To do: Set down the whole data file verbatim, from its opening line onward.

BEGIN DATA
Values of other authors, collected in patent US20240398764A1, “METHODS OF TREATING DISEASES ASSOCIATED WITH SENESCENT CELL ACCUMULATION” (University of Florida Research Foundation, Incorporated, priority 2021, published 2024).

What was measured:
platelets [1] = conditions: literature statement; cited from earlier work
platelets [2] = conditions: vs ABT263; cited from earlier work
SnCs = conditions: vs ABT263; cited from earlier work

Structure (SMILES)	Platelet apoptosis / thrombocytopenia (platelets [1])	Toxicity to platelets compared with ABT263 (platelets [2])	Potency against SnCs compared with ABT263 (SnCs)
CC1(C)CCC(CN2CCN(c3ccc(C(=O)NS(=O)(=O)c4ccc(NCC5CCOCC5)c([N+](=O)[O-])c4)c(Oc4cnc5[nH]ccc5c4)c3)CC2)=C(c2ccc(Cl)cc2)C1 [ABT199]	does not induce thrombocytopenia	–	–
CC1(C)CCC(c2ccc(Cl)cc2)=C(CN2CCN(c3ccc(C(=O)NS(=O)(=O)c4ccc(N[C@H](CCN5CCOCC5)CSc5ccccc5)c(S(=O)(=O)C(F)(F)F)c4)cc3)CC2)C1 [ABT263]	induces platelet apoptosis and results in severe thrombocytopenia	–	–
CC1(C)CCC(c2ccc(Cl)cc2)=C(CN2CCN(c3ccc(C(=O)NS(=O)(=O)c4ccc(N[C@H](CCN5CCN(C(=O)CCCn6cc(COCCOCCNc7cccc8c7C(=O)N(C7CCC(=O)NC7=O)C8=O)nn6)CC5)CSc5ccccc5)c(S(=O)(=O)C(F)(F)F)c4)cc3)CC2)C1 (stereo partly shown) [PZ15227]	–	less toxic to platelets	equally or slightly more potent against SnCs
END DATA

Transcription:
Values of other authors, collected in patent US20240398764A1, “METHODS OF TREATING DISEASES ASSOCIATED WITH SENESCENT CELL ACCUMULATION” (University of Florida Research Foundation, Incorporated, priority 2021, published 2024).

What was measured:
platelets [1] = conditions: literature statement; cited from earlier work
platelets [2] = conditions: vs ABT263; cited from earlier work
SnCs = conditions: vs ABT263; cited from earlier work

Structure (SMILES)	Platelet apoptosis / thrombocytopenia (platelets [1])	Toxicity to platelets compared with ABT263 (platelets [2])	Potency against SnCs compared with ABT263 (SnCs)
CC1(C)CCC(CN2CCN(c3ccc(C(=O)NS(=O)(=O)c4ccc(NCC5CCOCC5)c([N+](=O)[O-])c4)c(Oc4cnc5[nH]ccc5c4)c3)CC2)=C(c2ccc(Cl)cc2)C1 [ABT199]	does not induce thrombocytopenia	–	–
CC1(C)CCC(c2ccc(Cl)cc2)=C(CN2CCN(c3ccc(C(=O)NS(=O)(=O)c4ccc(N[C@H](CCN5CCOCC5)CSc5ccccc5)c(S(=O)(=O)C(F)(F)F)c4)cc3)CC2)C1 [ABT263]	induces platelet apoptosis and results in severe thrombocytopenia	–	–
CC1(C)CCC(c2ccc(Cl)cc2)=C(CN2CCN(c3ccc(C(=O)NS(=O)(=O)c4ccc(N[C@H](CCN5CCN(C(=O)CCCn6cc(COCCOCCNc7cccc8c7C(=O)N(C7CCC(=O)NC7=O)C8=O)nn6)CC5)CSc5ccccc5)c(S(=O)(=O)C(F)(F)F)c4)cc3)CC2)C1 (stereo partly shown) [PZ15227]	–	less toxic to platelets	equally or slightly more potent against SnCs